4 Days aboard Duet

Our youth organisation supports young people (YP) to cope with difficult situations in their lives and to help lessen isolation. We decided to take 5 young people who had been through extraordinary circumstances on a sailing residential this year. These young people had experienced disturbing situations in their life and were experiencing extreme loneliness and were suffering from depression when they arrived at our youth group. We have been working with them to help them navigate the difficult journey in terms of healing and making a life for themselves. 

Day 1: We started our day at the Royal Harwich Yacht Club, where we were introduced to the crew and were given safety instructions ad information regarding the management of the boat. The young people were allowed to choose their beds, unpack and settle in before Lunch. We then set sailing with all the YP on deck and I immediately sensed that the YP had relaxed and were absorbing the beauty of the water and their surroundings. They were taught how to tie the ropes that were attached to the sails and they eagerly helped the crew. We experienced some choppy weather and received information that the weather was going to be bad the next day, which made the crew change plans. We then docked at the RHYC and the YP took a walk around, vising the beach and simply revelling in it’s beauty. We taught them about algae, which was in it’s plenty, it’s uses and they learnt about the tides. One of the YP wrote down new words that he had learnt, like tides, seal, shark etc. as the YP did not know much English. We then had to return due to the bad weather coming in. The YP settled in very well and helped with the preparation of food, washing and tidying up. The weather was stormy all night, however the ambience of the boat and the fact that we were rocking all night, got us all to sleep like babies. I was especially struck by the fact that the atmosphere both inside and out had contributed to a kind of peace for one YP, allowing for an uninterrupted sleep which is something he otherwise struggled as he suffered from acute insomnia.

Day 2: We rose later considering that we could not go sailing due to the weather and instead planned for a day out in the woods surrounding the Yacht club. We started off just after breakfast and had to stop every 5 minutes for a photo opportunity. We came across oak trees, and taught them how to measure the age of a tree. We walked down to the next town along the coast and they also got a chance to see swans, learnt a bit about them and experienced a houseboat. After we returned to the boat and we cooked lunch, cleaned up and then the YP decided that they wanted to play outdoors. They also took another trip on to the shore, collecting stones and shells. We then took part in some teambuilding exercises which the Skipper and his mate led. This was quite exciting as we all worked wonderfully well together and this was followed by a lesson from the Skipper on how to navigate on the map.

Day 3: The day started early, with very little time for breakfast and everybody was gearing up for a trip to sea. It was quite amazing to see how the YP took on the responsibility of putting up the sails and doing the knots. They worked very hard and took breaks on deck and also took turns steering, which they found very enjoyable. That evening we anchored and the YP were thrilled to see that a seal had taken residence in our dinghy. For all the YP, it was the first time they had seen a seal up close. They took many pictures of the beautiful animal and were talking of it later in the night. The hard work during the day paid off with the YP sinking into deep slumber and unfettered by the noises both, outside and inside the boat.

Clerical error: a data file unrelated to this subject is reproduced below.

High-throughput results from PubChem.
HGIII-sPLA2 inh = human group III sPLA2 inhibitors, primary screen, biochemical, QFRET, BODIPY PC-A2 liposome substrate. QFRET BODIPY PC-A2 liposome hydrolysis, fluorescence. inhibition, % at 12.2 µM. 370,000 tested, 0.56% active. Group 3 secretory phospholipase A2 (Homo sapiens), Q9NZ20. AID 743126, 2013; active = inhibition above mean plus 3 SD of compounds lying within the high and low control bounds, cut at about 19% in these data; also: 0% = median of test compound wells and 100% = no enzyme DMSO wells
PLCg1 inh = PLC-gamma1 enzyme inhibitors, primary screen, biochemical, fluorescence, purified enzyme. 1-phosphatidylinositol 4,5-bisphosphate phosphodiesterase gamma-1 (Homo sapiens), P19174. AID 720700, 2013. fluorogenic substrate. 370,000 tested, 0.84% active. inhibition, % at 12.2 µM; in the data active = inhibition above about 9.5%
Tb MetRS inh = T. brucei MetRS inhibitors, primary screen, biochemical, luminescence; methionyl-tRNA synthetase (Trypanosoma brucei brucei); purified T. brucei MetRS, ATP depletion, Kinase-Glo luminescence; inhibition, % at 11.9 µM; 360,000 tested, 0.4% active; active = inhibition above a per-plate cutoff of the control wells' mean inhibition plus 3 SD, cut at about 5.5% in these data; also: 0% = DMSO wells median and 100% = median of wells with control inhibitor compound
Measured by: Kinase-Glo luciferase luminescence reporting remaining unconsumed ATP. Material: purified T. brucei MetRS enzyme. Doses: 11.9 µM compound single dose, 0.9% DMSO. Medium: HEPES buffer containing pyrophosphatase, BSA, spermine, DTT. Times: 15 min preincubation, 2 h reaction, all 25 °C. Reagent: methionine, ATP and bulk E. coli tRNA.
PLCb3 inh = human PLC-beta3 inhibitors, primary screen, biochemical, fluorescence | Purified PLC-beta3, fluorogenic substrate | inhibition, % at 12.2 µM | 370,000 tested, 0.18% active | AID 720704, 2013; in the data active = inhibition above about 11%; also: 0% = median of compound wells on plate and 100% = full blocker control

Day 4: I noticed that the YP with sleep problems was looking very rested and happy when he was woken up. We both sat and watched the seal, still on the dinghy and the mist rise from the waters. I believe it was a part of a healing for this YP, which started the day and we were set for sailing. We then prepared to get back to RHYC which was smooth sailing by now, the YP knew what their instructions meant and were on the job managing the sails as the direction of the wind changed. We then docked, cleaned the boat and packed all our belongings. The YP were then given their RYA certificate of sailing which they very proudly received and we said our goodbyes.

Reflecting on their trip the group were very positive about the Skipper, Tom and his mate, Alex and found them very friendly and professional. The young people all coped very well considering they did not know much English. They were all thrilled that they had been on a 100 year old boat and felt honoured to hear that she had been an explorers Yacht. The group felt that they had become closer as friends and also had shared their life experiences with each other, which they would have not done otherwise. They said that they had seen and learnt a lot, which they wouldn’t have experienced if they had not came on the voyage and that this trip was an exceptional one!  They all mentioned they would love to have the chance to experience this again. We would like to thank The Cirdan Sailing Trust for this opportunity and for this powerful experience that all the young people benefitted from.

We still have voyages available on Duet sailing from the East Coast (Ipswich, Harwich, Burnham-on-Crouch) and limited dates available sailing from Poole and Hartlepool on our two larger vessels (Queen Galadriel & Faramir). If any youth leaders are looking to provide a positive activity to help their young people learn and develop, you should contact us as soon as possible to discuss dates whilst we still have some funding available.  

Contact Michelle on 01621 776684 / michelle@cirdantrust.org for more information.